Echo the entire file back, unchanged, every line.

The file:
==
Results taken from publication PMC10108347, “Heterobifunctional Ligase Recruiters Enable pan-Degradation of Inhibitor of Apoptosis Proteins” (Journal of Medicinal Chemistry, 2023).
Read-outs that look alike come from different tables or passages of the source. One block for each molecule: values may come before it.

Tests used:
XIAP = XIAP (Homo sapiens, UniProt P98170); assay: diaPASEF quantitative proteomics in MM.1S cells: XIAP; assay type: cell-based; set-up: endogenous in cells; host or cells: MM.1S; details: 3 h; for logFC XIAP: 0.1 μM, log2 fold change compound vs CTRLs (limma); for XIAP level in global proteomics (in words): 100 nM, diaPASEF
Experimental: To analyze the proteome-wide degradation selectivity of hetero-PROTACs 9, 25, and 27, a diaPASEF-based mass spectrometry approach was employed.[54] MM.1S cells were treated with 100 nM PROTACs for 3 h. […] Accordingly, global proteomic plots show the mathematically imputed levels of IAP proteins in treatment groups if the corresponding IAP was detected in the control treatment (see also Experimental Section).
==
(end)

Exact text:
Results taken from publication PMC10108347, “Heterobifunctional Ligase Recruiters Enable pan-Degradation of Inhibitor of Apoptosis Proteins” (Journal of Medicinal Chemistry, 2023).
Read-outs that look alike come from different tables or passages of the source. One block for each molecule: values may come before it.

Tests used:
XIAP = XIAP (Homo sapiens, UniProt P98170); assay: diaPASEF quantitative proteomics in MM.1S cells: XIAP; assay type: cell-based; set-up: endogenous in cells; host or cells: MM.1S; details: 3 h; for logFC XIAP: 0.1 μM, log2 fold change compound vs CTRLs (limma); for XIAP level in global proteomics (in words): 100 nM, diaPASEF
Experimental: To analyze the proteome-wide degradation selectivity of hetero-PROTACs 9, 25, and 27, a diaPASEF-based mass spectrometry approach was employed.[54] MM.1S cells were treated with 100 nM PROTACs for 3 h. […] Accordingly, global proteomic plots show the mathematically imputed levels of IAP proteins in treatment groups if the corresponding IAP was detected in the control treatment (see also Experimental Section).